Another one is the problem of evil and justice.  If you watch Star Wars, or if you read a little Eastern thought, or you’ve got the ying and the yang, and so you get this sense… ok, we’ve got this problem because there’s good, good, good, and there’s evil, evil, evil… and so we’ve got people, a lot of kids, their theology is… they’ve watched the cartoons and because of Star Wars, they’re getting [Monster sound] LUKE, LUKE, LISTEN TO THE GOOD SIDE OF THE FORCE and here’s Luke [Wimpy sound], and he’s got this ying-yang inside of him because all throughout history, people are trying to explain good in the world and evil in the world.

And often, the god they worship has both, and you somehow need to have some sort of schizophrenic way of getting on the good side of god, or the good side of the powers… And in Christianity, what we have is an absolutely good God, who created an absolutely good and pure world, and we have an explanation that there has been a fall. 

That sin has entered the world.  And that we have a good and sovereign God and we are living in a world that was not His ideal. 

But because of the freedom He allowed of His creatures, we have a fall that explains how a good and sovereign God has allowed, and will orchestrate and even use, evil for ultimate good.  It’s interesting, look at the book of Genesis and just look at content. The book of Genesis has 50 chapters… and ask how many chapters does Noah get? How many chapters does Abraham get?  How many chapters do we give to the whole creation?  You’ve got thousands of years going on in the first eleven chapters. 

How many chapters does Joseph get?  Thirteen.  28-29% of the entire book is Joseph.  Why?  Joseph is the story that explains a good God, who is sovereign, in the midst of a fallen world.  What happens to the injustice of bad and partial parenting… what happens to the injustice of rejection… what happens to the injustice of slavery… what happens when you’re falsely accused… what happens when you’re put in prison…what happens when you are forgotten…?   What happens is a good God can take all the evil in the world, when the hand of the Lord is upon you, and you submit to Him, even through the pain, and He’ll produce His Romans 8:28 and 29 purposes despite it.  That’s a very complex but amazing world view that no other religious system has.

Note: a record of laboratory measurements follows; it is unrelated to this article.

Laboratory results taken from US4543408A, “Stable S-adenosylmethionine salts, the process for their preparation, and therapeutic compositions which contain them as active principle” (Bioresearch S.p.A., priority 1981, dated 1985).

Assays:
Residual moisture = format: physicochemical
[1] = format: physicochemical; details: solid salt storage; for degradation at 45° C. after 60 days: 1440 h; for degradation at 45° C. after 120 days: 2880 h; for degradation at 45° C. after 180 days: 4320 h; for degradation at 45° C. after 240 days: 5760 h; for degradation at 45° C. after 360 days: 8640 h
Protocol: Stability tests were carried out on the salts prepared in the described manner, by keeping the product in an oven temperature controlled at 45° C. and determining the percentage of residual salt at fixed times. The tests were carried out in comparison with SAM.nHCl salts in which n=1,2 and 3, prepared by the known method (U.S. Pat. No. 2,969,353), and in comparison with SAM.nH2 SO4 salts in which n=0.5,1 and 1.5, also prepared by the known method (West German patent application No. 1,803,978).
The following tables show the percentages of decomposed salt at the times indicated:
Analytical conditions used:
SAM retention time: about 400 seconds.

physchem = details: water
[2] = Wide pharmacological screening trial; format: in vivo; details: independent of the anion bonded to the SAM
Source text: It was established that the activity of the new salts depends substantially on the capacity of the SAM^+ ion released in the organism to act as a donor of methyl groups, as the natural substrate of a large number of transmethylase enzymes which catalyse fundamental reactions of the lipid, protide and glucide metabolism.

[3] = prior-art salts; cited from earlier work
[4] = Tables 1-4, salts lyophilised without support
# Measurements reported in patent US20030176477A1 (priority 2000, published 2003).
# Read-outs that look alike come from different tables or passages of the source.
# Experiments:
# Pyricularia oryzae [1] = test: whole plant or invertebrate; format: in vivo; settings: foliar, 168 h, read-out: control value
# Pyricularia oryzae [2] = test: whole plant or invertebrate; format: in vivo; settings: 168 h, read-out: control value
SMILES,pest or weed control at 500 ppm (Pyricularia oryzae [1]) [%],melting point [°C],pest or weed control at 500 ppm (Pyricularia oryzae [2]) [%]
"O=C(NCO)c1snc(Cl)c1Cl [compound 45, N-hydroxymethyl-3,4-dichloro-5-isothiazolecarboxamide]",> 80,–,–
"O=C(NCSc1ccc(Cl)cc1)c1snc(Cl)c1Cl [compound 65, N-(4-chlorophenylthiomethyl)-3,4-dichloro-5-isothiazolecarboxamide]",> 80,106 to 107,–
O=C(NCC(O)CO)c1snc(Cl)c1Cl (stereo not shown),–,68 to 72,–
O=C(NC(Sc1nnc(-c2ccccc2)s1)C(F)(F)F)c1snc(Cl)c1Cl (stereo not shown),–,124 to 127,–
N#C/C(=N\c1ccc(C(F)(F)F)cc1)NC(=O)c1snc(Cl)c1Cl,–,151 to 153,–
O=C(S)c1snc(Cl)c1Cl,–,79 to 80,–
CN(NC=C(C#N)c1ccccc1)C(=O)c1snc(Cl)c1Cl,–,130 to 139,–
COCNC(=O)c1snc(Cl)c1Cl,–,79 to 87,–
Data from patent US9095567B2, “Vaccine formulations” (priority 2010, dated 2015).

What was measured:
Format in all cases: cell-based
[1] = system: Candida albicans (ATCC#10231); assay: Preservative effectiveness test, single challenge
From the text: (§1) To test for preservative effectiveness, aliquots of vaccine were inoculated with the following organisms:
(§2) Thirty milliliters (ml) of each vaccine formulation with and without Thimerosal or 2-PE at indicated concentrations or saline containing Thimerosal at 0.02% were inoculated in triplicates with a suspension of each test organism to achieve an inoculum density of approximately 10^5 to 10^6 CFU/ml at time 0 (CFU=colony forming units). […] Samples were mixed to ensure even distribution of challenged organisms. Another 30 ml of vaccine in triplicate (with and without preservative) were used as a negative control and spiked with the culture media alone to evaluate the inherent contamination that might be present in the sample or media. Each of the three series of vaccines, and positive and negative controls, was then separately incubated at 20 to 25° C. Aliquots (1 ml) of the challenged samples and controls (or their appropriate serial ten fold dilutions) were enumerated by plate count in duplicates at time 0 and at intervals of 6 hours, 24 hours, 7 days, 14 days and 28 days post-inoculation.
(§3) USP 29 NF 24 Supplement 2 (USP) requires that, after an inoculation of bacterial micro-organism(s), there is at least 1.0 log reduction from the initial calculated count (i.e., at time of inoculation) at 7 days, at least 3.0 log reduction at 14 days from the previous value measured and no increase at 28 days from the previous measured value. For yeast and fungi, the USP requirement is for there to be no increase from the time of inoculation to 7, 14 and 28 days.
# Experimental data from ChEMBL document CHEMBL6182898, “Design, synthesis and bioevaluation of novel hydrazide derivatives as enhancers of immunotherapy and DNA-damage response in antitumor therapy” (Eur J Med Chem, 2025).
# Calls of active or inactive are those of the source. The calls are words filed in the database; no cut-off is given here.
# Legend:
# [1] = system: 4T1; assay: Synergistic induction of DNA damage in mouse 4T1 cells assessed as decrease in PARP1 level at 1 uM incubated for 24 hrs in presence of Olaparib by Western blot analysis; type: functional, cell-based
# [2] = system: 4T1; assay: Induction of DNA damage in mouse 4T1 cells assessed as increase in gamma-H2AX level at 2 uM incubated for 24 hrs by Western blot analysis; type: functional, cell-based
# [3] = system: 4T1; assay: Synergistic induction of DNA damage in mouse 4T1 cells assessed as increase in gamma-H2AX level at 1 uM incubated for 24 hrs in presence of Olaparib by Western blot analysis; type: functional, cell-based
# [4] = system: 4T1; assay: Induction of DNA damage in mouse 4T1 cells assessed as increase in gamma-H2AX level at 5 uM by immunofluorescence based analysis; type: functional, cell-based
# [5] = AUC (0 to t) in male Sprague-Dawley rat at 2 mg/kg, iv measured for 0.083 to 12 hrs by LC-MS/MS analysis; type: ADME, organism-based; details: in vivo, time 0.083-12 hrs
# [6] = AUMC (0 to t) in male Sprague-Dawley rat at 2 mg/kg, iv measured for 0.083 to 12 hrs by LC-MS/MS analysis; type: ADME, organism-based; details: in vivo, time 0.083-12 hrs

The third thing, philosophically, is the idea of the origin of personality.  Personality has to come out of person-hood.  And multiple religious systems say there is no personality.  There is this oneness with the universe.  There is this blending of all coming into this great ocean… 

And so you have God, who is personal, who creates us.  This idea … the early theologians and then later the reformers, the idea, the imago-dei, that we’re made in the image of God.  The dignity, the nobility, the sense of grandeur, that we’re the pinnacle of God’s creation, versus a part of the animal system. 

That you can think.  That you can feel.  That you can create.  That you can love.  That you have meaning.  That you have purpose.  That you can choose.  It’s an amazing, amazing thing.  That’s a biblical world-view. 

Finally, the enigma of man.  How can we have mankind be so intelligent and noble and creative and have technology that can put people on the moon, or an incredible amount of  information on a little silicon chip, and at the same time, in the era that all those things are created, shed more blood in one century, and annihilate ourselves. 

I was watching, after one of the sessions, 20-20 was on, and it was a fascinating and horrifying story, of a woman who was disenfranchised in her marriage and so she gave her first husband a cocktail of, what’s the fluid you put in your car?  Antifreeze.  So it looked like a heart attack.  Then her second husband, apparently things weren’t going well and gave him antifreeze. 

Then as the police began to figure out what was going on, she put vodka with a bunch of pills and her thirteen year-old daughter and got her to drink it and then wrote a suicide note where the daughter supposedly killed both husbands. I remember this judge… and I watched this whole thing in horror. And the judge said, “I have been on the bench for thirty-some years and I’ve seen evil of all kinds but I’ve never, ever seen a woman who would kill two husbands and then seek to pin it on her own daughter.” 

There’s the enigma of man.  How can we be so noble and intelligent and loving and kind and creative in ways that are magnificent and yet be so evil?  And the answer, scripturally, is that you are made in the image of God and yet you live as fallen human beings, which require a Savior.